4 Blocks is the German answer to every American gangster movie and series. The drama series delves into the dark world of organized crime, family feuds and gang violence in Berlin-Neukölln. It stars all different well-known German actors. Watching this TV Show is a good way to polish up your gangster German. Be aware, 4 Blocks has a high potential for addiction!

Where you can watch it: Amazon Prime, for purchase on Youtube and Apple TV

Seasons: Three seasons 

  • Babylon Berlin
Babylon Berlin": Die 3. Staffel im Schnellcheck - DER SPIEGEL

Babylon Berlin is the most exciting and expensive German TV production to date. The popular show continues to make headlines across the globe, with its almost €40 million budget, stunning costume design, and renowned directors Tykwer, Achim von Borries, and Henk Handloegten. The first two seasons are based on the crime novel The Wet Fish by Volker Kutscher, which follows the lives of the main characters, played by Volker Bruch and Liv Lisa Fries, through Berlin in the late-1920s.

Where you can watch it: Free online stream from Das Erste here

Seasons: Four seasons

  • Dark
Dark“ auf Netflix: Das hat das Ende der 3. Staffel zu bedeuten

Dark– Netflix’s first German series has been a huge success. Without giving too much away, it begins with the disappearance of a child, leading four families to start a desperate search for answers to a mystery that impacts three generations. A mix between science-fiction, thriller, mystery, and drama, some people have called Dark the German Stranger Things. The oftentimes colloquial language is a perfect way to improve your German skills while simply lying in bed or on the couch!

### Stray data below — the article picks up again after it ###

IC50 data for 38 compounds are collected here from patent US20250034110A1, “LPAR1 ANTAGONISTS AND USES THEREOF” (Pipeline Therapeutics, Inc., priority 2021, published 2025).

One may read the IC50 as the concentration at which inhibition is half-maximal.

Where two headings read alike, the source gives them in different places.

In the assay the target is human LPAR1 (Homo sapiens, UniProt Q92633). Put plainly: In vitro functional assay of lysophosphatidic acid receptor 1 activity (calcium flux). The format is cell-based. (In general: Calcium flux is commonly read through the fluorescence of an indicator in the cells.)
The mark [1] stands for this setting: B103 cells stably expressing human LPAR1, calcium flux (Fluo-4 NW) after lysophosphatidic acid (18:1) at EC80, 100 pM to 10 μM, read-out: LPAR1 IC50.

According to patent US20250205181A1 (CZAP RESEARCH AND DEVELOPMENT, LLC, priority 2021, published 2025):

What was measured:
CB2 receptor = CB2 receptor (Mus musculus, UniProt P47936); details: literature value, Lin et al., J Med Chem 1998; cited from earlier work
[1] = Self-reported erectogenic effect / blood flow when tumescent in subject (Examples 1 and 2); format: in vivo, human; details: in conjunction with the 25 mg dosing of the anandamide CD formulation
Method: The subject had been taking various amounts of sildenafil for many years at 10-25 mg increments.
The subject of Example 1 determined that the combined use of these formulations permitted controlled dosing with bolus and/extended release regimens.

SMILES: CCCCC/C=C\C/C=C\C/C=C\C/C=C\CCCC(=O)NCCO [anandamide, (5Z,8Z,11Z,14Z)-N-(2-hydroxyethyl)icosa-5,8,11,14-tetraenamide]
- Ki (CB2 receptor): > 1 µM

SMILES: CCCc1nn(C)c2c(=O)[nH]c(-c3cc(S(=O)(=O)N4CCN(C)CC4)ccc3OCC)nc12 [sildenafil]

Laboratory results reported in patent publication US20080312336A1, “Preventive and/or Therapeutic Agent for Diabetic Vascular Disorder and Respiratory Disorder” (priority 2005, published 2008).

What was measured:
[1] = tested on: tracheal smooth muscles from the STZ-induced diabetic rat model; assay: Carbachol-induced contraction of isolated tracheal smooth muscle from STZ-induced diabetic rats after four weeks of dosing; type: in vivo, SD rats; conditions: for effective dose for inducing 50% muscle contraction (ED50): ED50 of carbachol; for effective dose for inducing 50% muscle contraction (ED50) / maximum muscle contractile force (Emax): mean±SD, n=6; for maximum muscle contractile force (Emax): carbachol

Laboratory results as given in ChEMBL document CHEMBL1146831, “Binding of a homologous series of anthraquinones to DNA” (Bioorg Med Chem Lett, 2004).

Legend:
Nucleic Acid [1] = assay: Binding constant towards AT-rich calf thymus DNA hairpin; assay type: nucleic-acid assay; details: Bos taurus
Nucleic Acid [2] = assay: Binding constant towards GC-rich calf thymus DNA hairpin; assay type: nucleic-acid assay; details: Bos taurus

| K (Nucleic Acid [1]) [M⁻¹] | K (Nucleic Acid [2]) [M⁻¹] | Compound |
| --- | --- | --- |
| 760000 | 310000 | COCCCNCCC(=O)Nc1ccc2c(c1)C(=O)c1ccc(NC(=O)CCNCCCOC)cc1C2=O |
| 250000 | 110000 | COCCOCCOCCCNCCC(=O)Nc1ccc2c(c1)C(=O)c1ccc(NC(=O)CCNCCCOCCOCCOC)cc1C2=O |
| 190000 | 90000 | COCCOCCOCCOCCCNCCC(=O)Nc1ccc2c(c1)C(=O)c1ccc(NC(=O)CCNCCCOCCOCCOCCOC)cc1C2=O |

Where you can watch it: Netflix

Seasons: Three Seasons

  • Kleo

Kleo revolves around a former east german Stasi assassin (Kleo) who is set free after the fall of the Berlin Wall. Kleo is determined to find out why she was locked up in East Germany, and take revenge on those who betrayed her. This highly stylized series is filled with the bright colors of the 80s and 90s, while also featuring funny supporting characters – such as the techno-loving West Berliner Thilo, who moves into Kleo’s apartment. Watch the first season now so you’re ready for the season 2 release coming in 2024!